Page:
Check for Traps
Learning from the Masters, Again

Alexander Macris | 6 Apr 2011 14:00
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Consider, for instance, hex 2402: "Partially buried is the petrified skeleton of a 120-legged creature over one mile long." Right next to hex 2402 is hex 2401: "Inside a 3 mile diameter impact crater is an airless and sunless waste. No matter what time of day, the sun is never visible within the crater. Ten times more stars can be seen than on the clearest night, and the stars do not twinkle." The map of Carcosa is filled with hundreds of intriguing locations like this - 400 to be exact. This is a setting whose story unfolds through exploration in game. It's a game book that's meant to be played, not read.

The same "showing, not telling" feel is true for the character classes, rule mechanics, monsters, and treasure. The supplement includes among the best psionic systems I've seen for any version of D&D, with the opportunity for psychic powers based on the character's Charisma and powers ranging from mind blasts to telepathy. Every aspect of the mechanics keeps the setting in mind. Telepathy, for instance, notes "telepathic contact with an Old One is foolish, and the referee will probably require a saving throw to avoid madness and/or horror."

The monsters, which include such entities as the Desiccating Slime of the Silent Halls, the Squamous Worm of the Pit, and the Crawling God, simply ooze flavor. The Unquiet Worm is a favorite: "Sometimes, the worms that feed on a dead sorcerer's brain will assimilate the sorcerer's memories and sorcerous and psionic powers. Such worms swell to thrice their normal size and assemble in a horrid, vaguely humanoid shape that walks as a man. Unquiet worms retain all of the dead sorcerer's knowledge, but fight as 4HD monsters."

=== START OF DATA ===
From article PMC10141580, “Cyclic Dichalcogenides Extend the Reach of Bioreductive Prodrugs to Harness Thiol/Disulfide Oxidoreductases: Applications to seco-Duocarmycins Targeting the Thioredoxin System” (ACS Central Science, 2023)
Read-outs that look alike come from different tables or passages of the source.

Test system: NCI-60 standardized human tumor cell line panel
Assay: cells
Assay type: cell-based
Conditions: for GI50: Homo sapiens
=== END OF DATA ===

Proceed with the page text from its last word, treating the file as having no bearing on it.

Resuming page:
Some might say Carcosa oozes a little too much flavor. When originally released, Carcosa was severely criticized for its graphic sex and violence. In particular, many of the sorcerous rituals call for exceptionally vile deeds, such as murdering children to Cthulhoid gods. An expurgated edition released in 2008 purged most of the graphic violence but even the expurgated edition would provide ample ammunition for Chick Publications. The brutality of Carcosa didn't bother me much; perhaps too many years of studying the ancient history of mankind has left me desensitized to the awful things we can do to each other. But if your sensitivities are more delicate, you may want to seek out a kinder, gentler setting for your inspiration. Warhammer Fantasy, perhaps.

If you don't mind R-rated brutality, though, there's much to be learned in Carcosa about the mechanics of setting design - and a lot of great gaming in a small package.


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